Proposed Space-junk Management (video)
Space Junk – Critical Density (article)

Summary of core AWN features

Airborne Wireless Network is developing a fully meshed network, while current technologies only allow for a “single path” solution.

What is the difference between single path and fully meshed networks?

Multiple Paths

In a single-path network, there is only one way (path) a signal reaches an aircraft. If this path is interrupted, the system fails. To illustrate this, imagine a single road between the East and West Coasts. If one of the bridges is washed out, one would not be able to reach his/her destination until it was repaired

Meshed Network

In a fully meshed network, signals come in from multiple directions. The system will route signals around any “obstructions” and “real-time connectivity” is maintained. In layman’s terms, because we have a choice of many highways between the coasts, we can drive around the washed out bridge and reach our destination.

No Single Point Of Failure

Besides mechanical problems which constitute “single points of failure”, Satellites (in aeronautical applications more likely their up-links, than their down-links), and fixed-point ground stations can be affected by heavy rain. The “right size” rain-drops can completely absorb or block a radio signal. The Network dynamically assigns a path around the “obstructions”, providing a solid path, regardless of the presence of weather systems.

Patented Technology


Management

J. Edward Daniels

President

30 years of experience as a successful real estate investor. B.A. in Business Administration from Oakland University in Michigan.

Michael "Mike" Warren

CEO

Mike brings over 40 years of proven leadership and management into Airborne Wireless Network. He possesses an extensive background in operational and program management in both the government and the private sector.

Jason de Mos

VP Business Development and Compliance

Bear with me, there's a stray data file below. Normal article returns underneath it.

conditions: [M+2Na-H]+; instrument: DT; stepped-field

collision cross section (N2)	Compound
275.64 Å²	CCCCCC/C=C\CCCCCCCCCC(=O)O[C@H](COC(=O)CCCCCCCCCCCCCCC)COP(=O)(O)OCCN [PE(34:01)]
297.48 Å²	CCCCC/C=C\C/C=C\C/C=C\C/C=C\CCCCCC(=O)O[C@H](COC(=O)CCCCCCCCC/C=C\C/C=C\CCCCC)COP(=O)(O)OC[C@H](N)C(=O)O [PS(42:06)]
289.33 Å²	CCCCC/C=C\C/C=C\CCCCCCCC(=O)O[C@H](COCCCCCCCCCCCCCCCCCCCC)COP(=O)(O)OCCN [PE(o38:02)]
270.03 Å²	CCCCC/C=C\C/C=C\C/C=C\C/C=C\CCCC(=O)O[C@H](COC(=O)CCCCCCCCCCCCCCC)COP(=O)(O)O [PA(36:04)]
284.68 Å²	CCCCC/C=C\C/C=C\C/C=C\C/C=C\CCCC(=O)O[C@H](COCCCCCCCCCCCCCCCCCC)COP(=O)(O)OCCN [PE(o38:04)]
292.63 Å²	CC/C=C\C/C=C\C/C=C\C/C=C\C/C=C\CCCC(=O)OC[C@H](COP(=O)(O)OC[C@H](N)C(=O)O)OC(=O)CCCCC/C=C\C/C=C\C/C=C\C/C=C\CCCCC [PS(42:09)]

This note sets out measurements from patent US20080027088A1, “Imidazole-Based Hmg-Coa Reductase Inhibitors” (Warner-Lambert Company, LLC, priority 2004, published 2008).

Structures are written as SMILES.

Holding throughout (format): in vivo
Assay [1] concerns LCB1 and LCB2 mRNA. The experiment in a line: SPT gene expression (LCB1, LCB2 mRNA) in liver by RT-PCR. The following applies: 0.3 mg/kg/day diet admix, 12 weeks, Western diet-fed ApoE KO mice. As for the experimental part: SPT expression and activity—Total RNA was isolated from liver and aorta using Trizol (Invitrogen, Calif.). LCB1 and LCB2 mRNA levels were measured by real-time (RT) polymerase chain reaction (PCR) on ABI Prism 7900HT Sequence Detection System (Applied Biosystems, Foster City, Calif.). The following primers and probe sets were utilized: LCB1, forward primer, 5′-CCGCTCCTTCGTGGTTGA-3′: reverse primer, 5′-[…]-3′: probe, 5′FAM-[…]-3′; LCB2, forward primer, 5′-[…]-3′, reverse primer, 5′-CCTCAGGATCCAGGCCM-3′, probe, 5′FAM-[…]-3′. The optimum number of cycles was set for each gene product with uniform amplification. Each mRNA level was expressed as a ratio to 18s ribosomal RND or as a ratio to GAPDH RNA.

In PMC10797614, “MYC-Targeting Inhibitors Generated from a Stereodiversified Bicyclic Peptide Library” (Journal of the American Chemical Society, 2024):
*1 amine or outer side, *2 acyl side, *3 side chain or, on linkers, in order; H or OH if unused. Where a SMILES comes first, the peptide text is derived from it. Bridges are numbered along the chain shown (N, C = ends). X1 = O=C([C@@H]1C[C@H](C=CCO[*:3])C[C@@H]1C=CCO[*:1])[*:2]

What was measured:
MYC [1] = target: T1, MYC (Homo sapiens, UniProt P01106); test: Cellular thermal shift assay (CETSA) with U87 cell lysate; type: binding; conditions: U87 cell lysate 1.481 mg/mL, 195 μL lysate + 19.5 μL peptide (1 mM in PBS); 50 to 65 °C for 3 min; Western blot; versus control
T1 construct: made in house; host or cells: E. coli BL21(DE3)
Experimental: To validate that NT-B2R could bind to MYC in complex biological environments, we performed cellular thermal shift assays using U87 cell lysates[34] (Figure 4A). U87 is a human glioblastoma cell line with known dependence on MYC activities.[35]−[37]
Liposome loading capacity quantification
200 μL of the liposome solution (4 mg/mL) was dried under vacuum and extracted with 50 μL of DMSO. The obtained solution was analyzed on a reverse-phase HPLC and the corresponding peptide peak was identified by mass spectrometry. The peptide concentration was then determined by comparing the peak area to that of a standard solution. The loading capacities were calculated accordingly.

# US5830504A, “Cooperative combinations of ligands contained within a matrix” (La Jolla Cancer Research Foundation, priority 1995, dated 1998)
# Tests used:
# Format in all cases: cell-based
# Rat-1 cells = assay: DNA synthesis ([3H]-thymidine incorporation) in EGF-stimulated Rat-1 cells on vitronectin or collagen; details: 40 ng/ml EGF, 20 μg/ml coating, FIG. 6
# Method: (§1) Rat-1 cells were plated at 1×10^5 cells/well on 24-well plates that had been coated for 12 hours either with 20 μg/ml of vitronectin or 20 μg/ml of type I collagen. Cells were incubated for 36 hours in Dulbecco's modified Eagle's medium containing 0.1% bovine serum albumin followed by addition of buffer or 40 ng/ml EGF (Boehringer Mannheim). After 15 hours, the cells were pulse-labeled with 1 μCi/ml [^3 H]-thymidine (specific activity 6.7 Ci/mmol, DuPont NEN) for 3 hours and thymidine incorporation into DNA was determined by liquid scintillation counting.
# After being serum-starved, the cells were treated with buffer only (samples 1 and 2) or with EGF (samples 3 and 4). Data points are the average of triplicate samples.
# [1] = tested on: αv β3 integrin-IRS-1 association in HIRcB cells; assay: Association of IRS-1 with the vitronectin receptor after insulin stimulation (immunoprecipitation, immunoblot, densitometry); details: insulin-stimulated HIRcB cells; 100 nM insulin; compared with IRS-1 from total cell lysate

Career aviation professional. 7000 flight hours as airline Captain. Certified Airline Transport Pilot and Flight Instructor. Manage compliance with FAA, TSA, NTSB and FCC.

Earle Olson

VP Industry Relations

35 years of experience in business development. 24 years with Tyco Electronics in aerospace and defense. Background in airborne inflight entertainment and networking. Connect ABWN to the Airline customers and partners.

Marius de Mos

VP Technical Affairs and Development

Instrumental part of the team that developed the first FAA approved airborne in-cabin wireless commercial telephone system Airfone, later called GTE Airfone. Has an extensive background in worldwide telecommunications to assure the deployment of the Infinitus system.

Advisory Board

Alex Sandel

Chairman ABWN Advisory Board

Co-founded Packard Bell Computers. Grew company from concept to 50% of the retail PC market with $3 billion in revenue. 8,000 retail outlets - 120 countries worldwide.

Consultants

C. Neal Monte

Chief FAA Consultant

Certified FAA Designated Engineering Representative (DER). Experienced airframe manufacturer experience with Boeing, McDonnell Douglas, and Airbus Industries.

Partners

Concept Development, Inc.

Airborne Equipment Manufacturing Partner

CDI (Concept Development, Inc.) is a California based company that designs and manufactures products for many well-known aerospace companies. Specializes in In-Flight Entertainment Systems

In-Flight Canada

Aircraft System Design and Installation Partner

IFC (In-Flight Canada) is Canada-based company that designs and manufactures products for well-known aerospace companies.

Jet Midwest Group

FAA Test-Aircraft Partner

JMW (Jet Midwest Group) refurbishes, resells or re-leases aircraft to well-known airlines around the world.

Investors

Corporate Compliance

Code Of Ethics

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Contact

4115 Guardian Street, Suite C
Simi Valley, CA 93063